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A group of MEF Board members traveled to Washington in early February for meetings at the Washington Institute for Near East Policy, the Kuwaiti embassy, and the Middle East Institute. In addition, the group met at on the 7th floor of the State Department with Aaron Miller, the deputy to Dennis Ross, the Special Middle East Coordinator for the U.S. government. Mr. Miller gave us an inside look at the Hebron agreement of January 15 and its significance to the Arab-Israeli conflict. Here's an outline of what he said, with some comments of mine:

The Meaning of Hebron

The agreement offers a prime example of "the power of diplomacy and logic to solve problems," and it presages a negotiated solution to the conflict, though not necessarily to a general state of peace in the Middle East. A "structure" of negotiations is now in place involving all of the Arab states, excepting only Iraq, Libya and Sudan; that so many countries take part means that it may in time produce important results.

Further, the process has withstood the test of almost continuous trauma (think back to the Rabin assassination in November 1995, the Tel Aviv terrorist attacks of a year ago, and the tunnel episode of last September) and appears to be moving, even if in fits and starts, toward its ultimate goal. That's because the participants have a self-interest in keeping it on track; the cost of perpetuating the conflict is simply too high to bear. This predicament goes far to explain why the two sides signed the Hebron Protocol, and why it portends further progress.

That said, the peace process is slow moving. Arab-Israeli tensions are deeply rooted in religious and ethnic differences and in considerations of power; they are not likely to end soon.

Looking to the future, a Palestinian State will ultimately emerge, consisting of the West Bank and Gaza, and will not pose a threat to Israel's security. The issue of the status of Jerusalem should be left for last. As any negotiator will confirm, the most difficult issues become more tractable, and less likely to become "deal breakers," when everything else has been agreed upon.

Likud's New Look

That the Likud party approved the Hebron Protocol is a major development. Prime Minister Netanyahu campaigned against the Oslo accords when running for office last May; but now seems to be "governing left after running to the right." Political power in Israel has long been polarized but indications now exist that a strong center is emerging. The Knesset approved the Oslo I and II accords by votes of 61-60 and 61-59; but it adopted the Hebron agreement by 87-17. Only the Israeli-Jordanian treaty was ratified by a greater majority, 105-3. This makes the Hebron agreement far more important than its specifics would seem to indicate.

Syria

The main priority now is for Israel to keep the negotiations going so that it further redeploys the IDF from the West Bank over the course of the next year and a half. Future issues include the Final Status talks with the Palestinians, winning further Arab recognition of the State of Israel, and (possibly) diplomatic progress with Syria. The Syrian track is not going well. Damascus has a concrete objective -- the return of the Golan Heights -- but cannot, or will not, guarantee a concrete quid pro quo. No negotiations, private or public, are taking place today; also, Syria's President Hafiz al-Asad has effectively "priced himself out of the market." An Israeli-Syrian shooting war remains remote (if only because Asad cannot win a one-on-one war with Israel), so are the prospects for a real peace.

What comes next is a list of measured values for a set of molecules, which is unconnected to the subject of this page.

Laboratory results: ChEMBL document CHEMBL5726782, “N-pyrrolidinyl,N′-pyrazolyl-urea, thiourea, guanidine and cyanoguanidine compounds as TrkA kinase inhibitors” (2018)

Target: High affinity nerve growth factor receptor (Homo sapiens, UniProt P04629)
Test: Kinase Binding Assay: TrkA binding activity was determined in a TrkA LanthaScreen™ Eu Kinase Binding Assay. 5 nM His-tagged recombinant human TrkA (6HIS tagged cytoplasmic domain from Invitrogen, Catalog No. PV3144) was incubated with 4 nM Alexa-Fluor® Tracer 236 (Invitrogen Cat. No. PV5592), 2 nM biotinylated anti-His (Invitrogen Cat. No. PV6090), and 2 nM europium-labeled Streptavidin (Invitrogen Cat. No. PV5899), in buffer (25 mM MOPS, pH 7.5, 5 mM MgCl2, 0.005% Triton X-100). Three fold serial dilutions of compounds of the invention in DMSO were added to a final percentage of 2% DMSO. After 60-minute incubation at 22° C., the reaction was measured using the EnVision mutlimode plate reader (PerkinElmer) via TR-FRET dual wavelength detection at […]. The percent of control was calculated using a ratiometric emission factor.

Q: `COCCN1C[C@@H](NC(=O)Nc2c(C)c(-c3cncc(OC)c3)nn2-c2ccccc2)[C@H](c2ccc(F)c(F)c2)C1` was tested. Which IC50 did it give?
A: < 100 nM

America's Role

The Hebron deal resulted from an Israeli, not an American initiative; the U.S. government acted only after Netanyahu declared his intentions.

The U.S. government should make itself available as a facilitator, and not make an attempt to mold the terms of any Arab-Israeli agreement or to dictate the outcome of the negotiations. In no event should it become involved in negotiating details.

Impressions

I left the hour-long discussion with renewed hope for the future of the peace process, but with new concern about the reality of an Arab change of heart in attitudes toward Israel and Netanyahu's ability to handle the more hardline elements in his governing coalition.

Mr. Miller impressed me as knowledgeable and experienced; but his presentation seemed to be somewhat lacking in candor. Contrary to his protestations, there are strong indications that Hebron is the result, not of American diplomacy, but of American pressure on the signing parties. Could it be that the State Department policy shies away from taking credit for the Hebron Protocol, lest it someday be charged with its failure?

Mr. Linsenberg, a Philadelphia attorney, is a member of the Board of Governors of the Middle East Forum.